The Intel Core i7-990X Extreme Edition Processor Review

Benchmark Results: Productivity

ABBYY’s FineReader 10, an optical character recognition app, was another requested benchmark. We’ve automated the scanning of a 111-page document for testing—a task that apparently really appreciates parallelism.

Both Core i7 Extreme Editions cruise past the Core i7-2600K in our OCR workload. The difference isn’t earth-shattering or anything. But when you consider the fastest chip in our Sandy Bridge launch coverage was the -2600K, two faster CPUs are definitely newsworthy.

Lame is a single-threaded test, which means the Core 7-2600K accelerates up to 3.8 GHz. Add to that significant per-clock improvements in Intel’s Sandy Bridge architecture and you have an explanation for the chip’s dominance here, in WinZip, and in iTunes.

Core i7-990X spins up to 3.73 GHz with a single core active. That’s good enough to earn it a second-place finish.

WinZip remains the only single-threaded title in our benchmark suite, making it the least likely program we’d use on a modern multi-core platform (that sure helps explain the 3:00+ compression times).

Naturally, the Core i7-2600K takes another victory, followed by the Core i7-990X running as fast as 3.73 GHz in poorly-optimized apps like this one.

You get a lot more utilization out of the latest version of WinRAR. Using all six cores, Intel’s Core i7-990X scores a first-place finish, ducking in under the one-minute mark. The Core i7-980X comes in second, while the Core i7-960 places third. Despite its per-clock and raw frequency advantage, the Core i7-2600K falls into fourth place, suggesting a bottleneck elsewhere.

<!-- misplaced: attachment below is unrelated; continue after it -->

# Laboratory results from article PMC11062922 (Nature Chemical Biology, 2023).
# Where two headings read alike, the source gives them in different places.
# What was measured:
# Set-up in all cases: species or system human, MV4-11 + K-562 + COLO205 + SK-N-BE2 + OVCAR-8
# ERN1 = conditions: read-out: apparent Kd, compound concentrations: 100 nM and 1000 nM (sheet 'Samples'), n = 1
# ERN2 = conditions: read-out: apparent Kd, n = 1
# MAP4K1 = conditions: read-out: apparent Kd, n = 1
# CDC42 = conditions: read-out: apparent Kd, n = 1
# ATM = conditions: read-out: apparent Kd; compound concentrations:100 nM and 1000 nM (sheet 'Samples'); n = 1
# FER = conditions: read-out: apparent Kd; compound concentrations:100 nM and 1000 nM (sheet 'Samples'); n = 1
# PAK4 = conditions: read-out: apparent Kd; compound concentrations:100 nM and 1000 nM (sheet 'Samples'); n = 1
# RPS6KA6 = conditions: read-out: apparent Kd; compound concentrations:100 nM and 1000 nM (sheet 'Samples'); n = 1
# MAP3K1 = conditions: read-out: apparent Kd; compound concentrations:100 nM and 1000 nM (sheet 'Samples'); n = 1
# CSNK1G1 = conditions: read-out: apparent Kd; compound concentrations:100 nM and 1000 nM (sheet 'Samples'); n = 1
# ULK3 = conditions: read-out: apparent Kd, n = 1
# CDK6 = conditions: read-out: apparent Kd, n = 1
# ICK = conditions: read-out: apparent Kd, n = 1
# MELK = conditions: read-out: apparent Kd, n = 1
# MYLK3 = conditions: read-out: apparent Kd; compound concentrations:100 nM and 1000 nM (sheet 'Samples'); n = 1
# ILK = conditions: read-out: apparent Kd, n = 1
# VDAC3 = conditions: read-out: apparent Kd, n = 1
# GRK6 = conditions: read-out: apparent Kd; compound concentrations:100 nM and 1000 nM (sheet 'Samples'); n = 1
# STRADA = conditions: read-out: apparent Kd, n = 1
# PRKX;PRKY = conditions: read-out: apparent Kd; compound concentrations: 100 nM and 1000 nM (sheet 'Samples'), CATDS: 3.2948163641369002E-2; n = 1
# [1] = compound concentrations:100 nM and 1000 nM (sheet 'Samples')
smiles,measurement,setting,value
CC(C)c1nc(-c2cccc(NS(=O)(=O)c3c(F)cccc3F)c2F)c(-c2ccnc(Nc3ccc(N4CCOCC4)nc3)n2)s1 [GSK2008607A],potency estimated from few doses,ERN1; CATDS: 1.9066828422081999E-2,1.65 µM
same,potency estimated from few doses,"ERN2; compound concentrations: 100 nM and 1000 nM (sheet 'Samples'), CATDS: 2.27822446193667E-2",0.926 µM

Our results in 7-Zip are right where we’d expect them given this (free) app’s threaded nature. The Core i7-990X takes first, followed by the Core i7-980X. Intel’s newer Sandy Bridge-based chip comes in third, trailed by the Core i7-960.

Create a new thread in the US Reviews comments forum about this subject
This thread is closed for comments
116 comments
    Your comment
  • kikireeki
    Chris, I think your first conclusion still valid.
    2
  • binoyski
    Darn, the contest should be open to all Tom's Hardware registered users even from a different country!
    9
  • Saljen
    My friend just built a new gaming rig with the 980x as the processor... He plays Age of Conan. I busted up laughing when he said he spent $1k on a processor that he'll only use to 1/10th of its potential. Told him he should have gotten an i5, now I'll send him this article as further proof.
    5
  • HansVonOhain
    This is just a ripoff by intel on those who are not knowledgeable enough that more expensive does not always mean better.
    -2
  • cangelini
    kikireekiChris, I think your first conclusion still valid.


    Which one was that? :)
    3
  • adamboy64
    Well, some people just want the best when they buy a PC, regardless of cost efficiency, can't blame 'em. There'll always be that market.
    3
  • cangelini
    binoyskiDarn, the contest should be open to all Tom's Hardware registered users even from a different country!


    Really wish it could be binoyski. We have specific tax laws, unfortunately, that prevent it. Same reason the folks in RI can't enter :-/
    4
  • joytech22
    Wow AMD's CPU is just getting plain-ol decimated in this review.

    Still, it does hold it's ground even though the architecture is like 4 years old, using the same technology that was around back when the C2Q's we're the high-end (the same as the original phenoms on a die shrink).

    Because of this, I can almost guarantee AMD's success with their future CPU's, just like I predicted the 2600K would be faster in most cases than the 980X.

    That doesn't mean I'm saying that Bulldozer will outperform the i7's or upcoming 8-core Intel CPU's I'm just saying that there's going to be some serious decisions for upgraders this year.